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Character Education

In Honor of Dr. King

January 12

This week’s Assembly focused on the life and work of Dr. Martin Luther King, Jr. in advance of his namesake holiday next week.

The following is derived from Head of School Judith Foley Arnstein’s remarks at Assembly to Charleston Day students.

Throughout his life, Dr. King experienced a great deal of injustice. Over time, he decided that choosing anger and resentment was not the answer. Dr. King shared that to respond to injustice with hate was not the way forward. The way forward was with understanding and love. Dr. King’s guidance could not ring any truer today.  

To honor Dr. King and his work, Mr. Oyama, Mrs. Young and the fifth grade shared a story about the Children’s March in Birmingham, Alabama in 1963. Fifth graders voices and sound effects were combined with images from the book “Let the Children March” by Monica Clark-Robinson. 

Shortly after the Children’s March, change began to ripple through our country. On June 11 of that year, President Kennedy stated, “Every American ought to have the right to be treated as he would wish to be treated, as one would wish his children to be treated.” Shortly after that, Dr. King addressed a large gathering in Washington with one of the most famous speeches in history – the “I Have a Dream” speech. In that speech, Dr. King dreamt of a world where all people were treated equally and with respect, a dream that “his four little children would one day live in a nation where they would not be judged by the color of their skin but by the content of their character.” The Civil Rights Act of 1964 was passed the next year.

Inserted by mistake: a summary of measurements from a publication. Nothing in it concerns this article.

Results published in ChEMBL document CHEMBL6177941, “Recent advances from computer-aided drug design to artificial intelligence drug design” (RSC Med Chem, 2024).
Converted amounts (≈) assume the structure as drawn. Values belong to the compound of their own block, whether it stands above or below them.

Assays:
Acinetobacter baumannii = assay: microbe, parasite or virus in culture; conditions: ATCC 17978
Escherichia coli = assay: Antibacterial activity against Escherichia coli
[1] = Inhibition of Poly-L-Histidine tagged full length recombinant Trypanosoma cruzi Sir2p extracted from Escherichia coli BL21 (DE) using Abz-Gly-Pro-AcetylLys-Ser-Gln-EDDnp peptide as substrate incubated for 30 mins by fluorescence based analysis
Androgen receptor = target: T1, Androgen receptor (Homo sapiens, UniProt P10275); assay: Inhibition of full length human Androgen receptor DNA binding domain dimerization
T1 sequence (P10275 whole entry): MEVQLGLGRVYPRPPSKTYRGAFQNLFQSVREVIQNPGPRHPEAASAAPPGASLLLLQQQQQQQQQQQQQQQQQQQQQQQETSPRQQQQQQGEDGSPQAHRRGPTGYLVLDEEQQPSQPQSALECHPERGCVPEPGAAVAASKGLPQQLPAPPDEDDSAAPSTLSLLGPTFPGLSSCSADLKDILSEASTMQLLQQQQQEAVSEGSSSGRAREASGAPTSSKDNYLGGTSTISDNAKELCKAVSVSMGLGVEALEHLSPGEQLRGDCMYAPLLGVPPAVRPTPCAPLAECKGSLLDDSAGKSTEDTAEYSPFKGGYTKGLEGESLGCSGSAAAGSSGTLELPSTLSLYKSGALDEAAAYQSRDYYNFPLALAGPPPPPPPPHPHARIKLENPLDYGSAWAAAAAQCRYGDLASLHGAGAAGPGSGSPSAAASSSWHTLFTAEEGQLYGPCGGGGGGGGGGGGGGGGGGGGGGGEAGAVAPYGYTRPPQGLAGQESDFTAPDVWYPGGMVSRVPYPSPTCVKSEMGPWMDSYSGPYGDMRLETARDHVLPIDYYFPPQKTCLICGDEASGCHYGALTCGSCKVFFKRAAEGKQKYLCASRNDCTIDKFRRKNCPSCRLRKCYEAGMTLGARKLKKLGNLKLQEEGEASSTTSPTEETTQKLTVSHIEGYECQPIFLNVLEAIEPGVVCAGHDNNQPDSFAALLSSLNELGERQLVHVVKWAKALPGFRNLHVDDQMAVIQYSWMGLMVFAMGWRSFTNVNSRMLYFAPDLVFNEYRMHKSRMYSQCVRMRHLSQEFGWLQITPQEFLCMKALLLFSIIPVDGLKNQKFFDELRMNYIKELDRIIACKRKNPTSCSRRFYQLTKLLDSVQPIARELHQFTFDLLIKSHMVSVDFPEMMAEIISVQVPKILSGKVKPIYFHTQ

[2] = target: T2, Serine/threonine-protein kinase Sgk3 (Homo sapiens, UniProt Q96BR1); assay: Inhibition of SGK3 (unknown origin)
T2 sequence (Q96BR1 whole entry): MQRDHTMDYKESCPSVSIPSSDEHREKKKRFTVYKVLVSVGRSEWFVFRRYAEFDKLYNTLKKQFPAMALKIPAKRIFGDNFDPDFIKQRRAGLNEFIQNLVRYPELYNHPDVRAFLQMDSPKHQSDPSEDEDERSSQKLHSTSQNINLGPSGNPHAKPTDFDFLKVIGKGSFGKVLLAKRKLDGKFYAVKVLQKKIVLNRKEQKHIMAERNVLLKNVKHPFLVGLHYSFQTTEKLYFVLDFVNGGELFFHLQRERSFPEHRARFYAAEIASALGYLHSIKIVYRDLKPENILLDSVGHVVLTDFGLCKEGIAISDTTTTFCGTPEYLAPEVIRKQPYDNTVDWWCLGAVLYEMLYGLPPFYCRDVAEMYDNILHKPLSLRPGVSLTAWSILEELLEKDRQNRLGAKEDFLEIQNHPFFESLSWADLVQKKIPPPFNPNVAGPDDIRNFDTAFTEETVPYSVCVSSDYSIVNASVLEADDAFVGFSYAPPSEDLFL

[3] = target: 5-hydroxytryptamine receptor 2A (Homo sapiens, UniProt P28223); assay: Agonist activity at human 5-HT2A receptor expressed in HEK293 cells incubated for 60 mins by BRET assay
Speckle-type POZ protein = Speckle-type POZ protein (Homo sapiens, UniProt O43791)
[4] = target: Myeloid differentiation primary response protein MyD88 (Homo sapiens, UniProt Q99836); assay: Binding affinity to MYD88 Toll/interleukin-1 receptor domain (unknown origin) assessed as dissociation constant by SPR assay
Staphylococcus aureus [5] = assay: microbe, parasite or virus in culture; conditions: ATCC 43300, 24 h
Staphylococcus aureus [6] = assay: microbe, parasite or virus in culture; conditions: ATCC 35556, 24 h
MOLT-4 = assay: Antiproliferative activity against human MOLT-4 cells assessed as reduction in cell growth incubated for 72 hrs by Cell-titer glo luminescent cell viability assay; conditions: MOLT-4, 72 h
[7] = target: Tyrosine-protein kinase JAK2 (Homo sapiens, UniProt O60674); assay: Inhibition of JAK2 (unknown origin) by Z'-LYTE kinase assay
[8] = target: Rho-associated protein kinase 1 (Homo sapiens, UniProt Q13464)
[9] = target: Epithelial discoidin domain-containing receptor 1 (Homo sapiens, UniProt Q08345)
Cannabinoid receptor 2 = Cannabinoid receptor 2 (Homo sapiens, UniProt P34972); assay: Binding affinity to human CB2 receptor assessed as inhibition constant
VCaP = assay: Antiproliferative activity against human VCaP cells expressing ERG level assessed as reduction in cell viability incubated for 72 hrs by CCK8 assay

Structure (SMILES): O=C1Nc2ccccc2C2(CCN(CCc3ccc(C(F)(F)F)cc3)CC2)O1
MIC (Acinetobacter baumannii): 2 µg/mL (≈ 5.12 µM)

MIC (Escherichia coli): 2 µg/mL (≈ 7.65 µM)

In a talk Dr. King once gave to middle school students, he encouraged them to think about the blueprints or the plans they might create for their own lives. Each day, we have an opportunity, and the responsibility, to create the best versions of ourselves through the choices we make and the actions we take – in seeking the highest good, finding it through kindness, finding it by standing up – not standing by, meeting injustice NOT with anger and resentment, but with understanding and compassion. Each day, you can make choices that will honor Dr. King’s legacy. Choices that will reflect strong character. Choices that are informed by the mission of Charleston Day School.

All of you are astute observers – you notice everything that is happening in the world around you. You can see that there are problems to be solved and that perhaps the world that adults have created are not always perfect. Be thoughtful as you create your blueprint, lean on the tenants of character, scholarship, respect and responsibility. Choose to be kind.

Each of you has a great deal of power regarding how you help create the world around you – as you move forward in the world, choose understanding and love over anger and resentment. Choose to make a positive difference in the world.

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